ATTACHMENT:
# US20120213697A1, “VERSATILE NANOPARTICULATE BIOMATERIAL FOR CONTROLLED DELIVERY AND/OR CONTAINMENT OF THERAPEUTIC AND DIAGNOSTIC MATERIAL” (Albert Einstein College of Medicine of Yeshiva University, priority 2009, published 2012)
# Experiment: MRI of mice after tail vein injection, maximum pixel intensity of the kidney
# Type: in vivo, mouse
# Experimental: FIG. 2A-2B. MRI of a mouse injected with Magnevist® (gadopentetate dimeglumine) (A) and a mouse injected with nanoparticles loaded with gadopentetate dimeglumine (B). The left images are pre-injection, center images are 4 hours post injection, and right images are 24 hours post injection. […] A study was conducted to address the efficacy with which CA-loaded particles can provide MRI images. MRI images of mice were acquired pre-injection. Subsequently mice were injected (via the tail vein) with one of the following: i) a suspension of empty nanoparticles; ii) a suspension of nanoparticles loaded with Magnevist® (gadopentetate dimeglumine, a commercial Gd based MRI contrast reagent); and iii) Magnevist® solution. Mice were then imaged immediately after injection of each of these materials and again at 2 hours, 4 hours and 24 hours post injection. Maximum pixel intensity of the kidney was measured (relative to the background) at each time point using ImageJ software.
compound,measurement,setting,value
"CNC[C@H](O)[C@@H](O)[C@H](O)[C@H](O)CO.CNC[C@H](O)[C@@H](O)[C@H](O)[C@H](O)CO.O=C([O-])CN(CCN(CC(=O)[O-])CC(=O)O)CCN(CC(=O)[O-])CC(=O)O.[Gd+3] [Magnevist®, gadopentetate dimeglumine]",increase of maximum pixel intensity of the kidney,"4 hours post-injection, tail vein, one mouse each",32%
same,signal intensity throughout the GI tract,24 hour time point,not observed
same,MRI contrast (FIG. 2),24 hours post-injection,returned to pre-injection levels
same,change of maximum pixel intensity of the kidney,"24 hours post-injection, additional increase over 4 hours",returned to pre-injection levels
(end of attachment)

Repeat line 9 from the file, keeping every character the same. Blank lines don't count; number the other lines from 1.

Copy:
same,change of maximum pixel intensity of the kidney,"24 hours post-injection, additional increase over 4 hours",returned to pre-injection levels